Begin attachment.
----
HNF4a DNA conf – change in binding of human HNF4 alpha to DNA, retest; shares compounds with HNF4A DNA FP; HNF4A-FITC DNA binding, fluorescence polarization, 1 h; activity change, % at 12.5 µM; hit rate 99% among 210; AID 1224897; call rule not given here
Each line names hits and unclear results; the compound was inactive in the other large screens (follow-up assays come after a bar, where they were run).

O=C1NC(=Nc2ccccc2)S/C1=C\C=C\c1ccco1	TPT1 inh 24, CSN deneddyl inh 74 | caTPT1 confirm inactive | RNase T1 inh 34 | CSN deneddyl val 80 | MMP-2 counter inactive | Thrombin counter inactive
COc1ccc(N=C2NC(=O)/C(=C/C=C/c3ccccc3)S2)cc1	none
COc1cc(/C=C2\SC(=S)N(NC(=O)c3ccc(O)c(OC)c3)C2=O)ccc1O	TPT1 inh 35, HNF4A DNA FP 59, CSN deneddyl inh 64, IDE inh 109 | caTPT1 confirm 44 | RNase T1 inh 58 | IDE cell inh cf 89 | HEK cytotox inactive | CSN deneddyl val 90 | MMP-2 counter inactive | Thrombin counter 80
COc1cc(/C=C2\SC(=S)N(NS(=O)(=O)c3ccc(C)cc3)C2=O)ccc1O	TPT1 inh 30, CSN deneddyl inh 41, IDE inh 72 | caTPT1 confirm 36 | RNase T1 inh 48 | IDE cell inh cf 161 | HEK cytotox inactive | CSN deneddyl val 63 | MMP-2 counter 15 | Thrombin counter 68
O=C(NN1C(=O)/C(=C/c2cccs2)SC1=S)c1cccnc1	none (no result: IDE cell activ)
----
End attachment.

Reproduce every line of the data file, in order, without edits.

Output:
HNF4a DNA conf – change in binding of human HNF4 alpha to DNA, retest; shares compounds with HNF4A DNA FP; HNF4A-FITC DNA binding, fluorescence polarization, 1 h; activity change, % at 12.5 µM; hit rate 99% among 210; AID 1224897; call rule not given here
Each line names hits and unclear results; the compound was inactive in the other large screens (follow-up assays come after a bar, where they were run).

O=C1NC(=Nc2ccccc2)S/C1=C\C=C\c1ccco1	TPT1 inh 24, CSN deneddyl inh 74 | caTPT1 confirm inactive | RNase T1 inh 34 | CSN deneddyl val 80 | MMP-2 counter inactive | Thrombin counter inactive
COc1ccc(N=C2NC(=O)/C(=C/C=C/c3ccccc3)S2)cc1	none
COc1cc(/C=C2\SC(=S)N(NC(=O)c3ccc(O)c(OC)c3)C2=O)ccc1O	TPT1 inh 35, HNF4A DNA FP 59, CSN deneddyl inh 64, IDE inh 109 | caTPT1 confirm 44 | RNase T1 inh 58 | IDE cell inh cf 89 | HEK cytotox inactive | CSN deneddyl val 90 | MMP-2 counter inactive | Thrombin counter 80
COc1cc(/C=C2\SC(=S)N(NS(=O)(=O)c3ccc(C)cc3)C2=O)ccc1O	TPT1 inh 30, CSN deneddyl inh 41, IDE inh 72 | caTPT1 confirm 36 | RNase T1 inh 48 | IDE cell inh cf 161 | HEK cytotox inactive | CSN deneddyl val 63 | MMP-2 counter 15 | Thrombin counter 68
O=C(NN1C(=O)/C(=C/c2cccs2)SC1=S)c1cccnc1	none (no result: IDE cell activ)